Some small businesses may not be able to afford the new paid sick leave policy
President Obama signed an executive order on Labor Day that requires federal contractors to provide up to seven days of paid sick leave a year to nearly 300,000 workers.
Small business advocates say this executive order, which is set to take effect for federal contracts signed in 2017, favors organized labor. The White House estimates that 40 percent of private sector workers don’t have access to paid sick leave. And during the signing of the executive order, President Obama urged Congress to pass legislation that would create similar medical leave programs for those private sector workers, according to The Wall Street Journal.
If this action expands into a mandate affecting the private sector, it’s poised to negatively impact small businesses that may not be able to afford to provide the benefit.
“Mandatory paid leave is a great benefit for workers whose employers offer it,” National Federation of Independent Business (NFIB) Media Director Jack Mozloom said in a statement. “For workers whose employers can’t absorb the cost, it’s an arbitrary expense that will ultimately result in shorter hours, lower pay or disappearing jobs.”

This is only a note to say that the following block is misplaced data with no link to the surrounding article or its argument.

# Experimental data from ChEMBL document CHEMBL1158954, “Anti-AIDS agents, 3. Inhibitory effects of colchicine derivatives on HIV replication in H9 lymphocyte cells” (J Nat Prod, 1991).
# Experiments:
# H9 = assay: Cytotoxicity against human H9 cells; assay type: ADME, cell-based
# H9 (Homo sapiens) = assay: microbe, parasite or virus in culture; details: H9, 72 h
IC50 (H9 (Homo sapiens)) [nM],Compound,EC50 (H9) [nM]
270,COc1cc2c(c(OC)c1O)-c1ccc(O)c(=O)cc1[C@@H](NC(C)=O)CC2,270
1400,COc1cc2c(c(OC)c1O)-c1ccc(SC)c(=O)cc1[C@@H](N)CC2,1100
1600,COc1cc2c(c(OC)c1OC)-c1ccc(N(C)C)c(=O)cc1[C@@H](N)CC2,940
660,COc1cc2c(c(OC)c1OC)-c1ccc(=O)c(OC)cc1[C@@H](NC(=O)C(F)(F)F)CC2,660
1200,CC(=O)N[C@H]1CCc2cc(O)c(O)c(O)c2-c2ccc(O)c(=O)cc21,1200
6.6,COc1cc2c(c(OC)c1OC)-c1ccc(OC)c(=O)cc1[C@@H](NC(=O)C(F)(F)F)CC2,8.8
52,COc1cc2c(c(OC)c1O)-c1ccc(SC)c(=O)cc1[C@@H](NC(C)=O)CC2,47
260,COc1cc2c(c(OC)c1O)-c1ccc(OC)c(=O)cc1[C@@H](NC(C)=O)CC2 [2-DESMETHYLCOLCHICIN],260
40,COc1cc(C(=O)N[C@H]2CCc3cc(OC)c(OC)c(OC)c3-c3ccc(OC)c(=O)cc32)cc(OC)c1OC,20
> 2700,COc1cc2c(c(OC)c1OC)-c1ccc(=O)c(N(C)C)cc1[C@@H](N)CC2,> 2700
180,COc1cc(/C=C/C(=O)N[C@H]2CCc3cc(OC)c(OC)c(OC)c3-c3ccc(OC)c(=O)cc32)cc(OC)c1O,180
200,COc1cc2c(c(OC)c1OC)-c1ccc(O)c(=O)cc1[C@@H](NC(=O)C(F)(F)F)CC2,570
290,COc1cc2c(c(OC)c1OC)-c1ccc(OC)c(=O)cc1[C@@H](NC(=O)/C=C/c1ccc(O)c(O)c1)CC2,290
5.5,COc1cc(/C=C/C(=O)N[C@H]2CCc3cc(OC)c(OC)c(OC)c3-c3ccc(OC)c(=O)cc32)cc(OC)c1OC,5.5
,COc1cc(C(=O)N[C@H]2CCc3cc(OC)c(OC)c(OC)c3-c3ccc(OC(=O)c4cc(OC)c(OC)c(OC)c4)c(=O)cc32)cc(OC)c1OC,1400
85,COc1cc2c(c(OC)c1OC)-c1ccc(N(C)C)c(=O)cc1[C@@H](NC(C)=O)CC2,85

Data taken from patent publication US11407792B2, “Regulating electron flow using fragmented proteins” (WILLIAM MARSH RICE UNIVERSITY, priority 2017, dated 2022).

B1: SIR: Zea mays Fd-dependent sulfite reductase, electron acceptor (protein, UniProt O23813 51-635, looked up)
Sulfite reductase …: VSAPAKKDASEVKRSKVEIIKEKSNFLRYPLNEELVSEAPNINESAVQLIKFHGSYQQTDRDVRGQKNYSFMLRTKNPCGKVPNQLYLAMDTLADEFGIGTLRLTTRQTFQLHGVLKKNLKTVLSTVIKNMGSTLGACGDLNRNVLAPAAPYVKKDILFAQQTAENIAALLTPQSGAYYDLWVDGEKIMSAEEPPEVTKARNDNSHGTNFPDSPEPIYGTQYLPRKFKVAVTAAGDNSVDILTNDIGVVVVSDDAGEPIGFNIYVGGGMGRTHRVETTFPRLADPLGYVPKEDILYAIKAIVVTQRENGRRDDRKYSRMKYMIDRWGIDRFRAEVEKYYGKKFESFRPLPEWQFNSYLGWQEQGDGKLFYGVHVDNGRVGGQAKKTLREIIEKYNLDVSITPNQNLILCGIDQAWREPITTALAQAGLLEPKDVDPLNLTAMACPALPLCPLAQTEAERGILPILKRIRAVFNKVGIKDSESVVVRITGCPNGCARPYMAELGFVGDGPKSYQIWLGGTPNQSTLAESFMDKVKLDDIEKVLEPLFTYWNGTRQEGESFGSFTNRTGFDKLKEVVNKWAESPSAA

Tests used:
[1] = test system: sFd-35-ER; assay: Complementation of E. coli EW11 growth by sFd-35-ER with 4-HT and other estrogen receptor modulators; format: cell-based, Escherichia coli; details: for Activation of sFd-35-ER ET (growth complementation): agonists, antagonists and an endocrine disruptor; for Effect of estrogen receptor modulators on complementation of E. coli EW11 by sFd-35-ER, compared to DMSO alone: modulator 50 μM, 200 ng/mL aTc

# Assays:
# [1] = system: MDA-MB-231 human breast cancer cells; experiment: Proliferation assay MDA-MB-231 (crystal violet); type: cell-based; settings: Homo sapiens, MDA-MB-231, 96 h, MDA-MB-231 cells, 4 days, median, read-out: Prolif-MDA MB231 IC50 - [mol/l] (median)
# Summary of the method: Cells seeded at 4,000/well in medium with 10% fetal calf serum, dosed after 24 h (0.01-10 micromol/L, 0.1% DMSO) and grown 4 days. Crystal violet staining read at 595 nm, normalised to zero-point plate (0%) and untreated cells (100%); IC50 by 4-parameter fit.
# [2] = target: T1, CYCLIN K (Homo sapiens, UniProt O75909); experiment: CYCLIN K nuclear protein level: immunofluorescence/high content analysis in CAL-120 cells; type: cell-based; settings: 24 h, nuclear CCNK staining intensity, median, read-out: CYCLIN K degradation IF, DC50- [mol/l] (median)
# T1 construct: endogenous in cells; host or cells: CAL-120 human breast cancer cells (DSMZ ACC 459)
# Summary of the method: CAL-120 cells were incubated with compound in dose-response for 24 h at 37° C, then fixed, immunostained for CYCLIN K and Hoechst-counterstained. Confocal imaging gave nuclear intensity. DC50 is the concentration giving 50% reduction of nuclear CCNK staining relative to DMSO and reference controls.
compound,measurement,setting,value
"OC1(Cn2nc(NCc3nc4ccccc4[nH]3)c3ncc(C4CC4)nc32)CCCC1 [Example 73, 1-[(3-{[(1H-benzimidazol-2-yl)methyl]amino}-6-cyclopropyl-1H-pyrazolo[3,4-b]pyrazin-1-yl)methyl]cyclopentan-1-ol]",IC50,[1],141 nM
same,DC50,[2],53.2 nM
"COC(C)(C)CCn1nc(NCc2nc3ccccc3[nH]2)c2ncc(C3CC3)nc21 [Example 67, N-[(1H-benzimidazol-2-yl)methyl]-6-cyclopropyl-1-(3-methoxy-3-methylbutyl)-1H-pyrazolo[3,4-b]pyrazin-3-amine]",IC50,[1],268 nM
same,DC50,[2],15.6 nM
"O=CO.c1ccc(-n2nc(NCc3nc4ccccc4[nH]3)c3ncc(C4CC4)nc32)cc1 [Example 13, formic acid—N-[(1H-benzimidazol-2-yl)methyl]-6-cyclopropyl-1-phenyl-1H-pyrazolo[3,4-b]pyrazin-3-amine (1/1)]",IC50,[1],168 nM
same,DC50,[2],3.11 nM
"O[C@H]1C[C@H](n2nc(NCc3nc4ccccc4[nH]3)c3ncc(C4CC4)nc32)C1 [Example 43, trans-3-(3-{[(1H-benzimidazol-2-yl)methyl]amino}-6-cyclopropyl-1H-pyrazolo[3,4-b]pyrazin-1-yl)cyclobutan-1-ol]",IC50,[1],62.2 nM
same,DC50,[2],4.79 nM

The executive order guarantees both full- and part-time federal contract workers an hour of paid sick leave for every 30 hours worked, which totals to seven days a year. The president claims this action will not increase business costs. The paid sick leave order includes “leave to care for themselves, a member of their family, a domestic partner or another loved one, or they could take the leave to recover from domestic violence, sexual assault or stalking,” according to The New York Times.
The move is also the latest in a series of labor-related decisions from the Obama Administration. This summer, the Labor Department announced a new rule that would make more workers eligible for overtime pay. Other executive actions have included raising the minimum wage for federal contract workers and imposing more barriers to federal contractors that violate labor laws, according to The Wall Street Journal.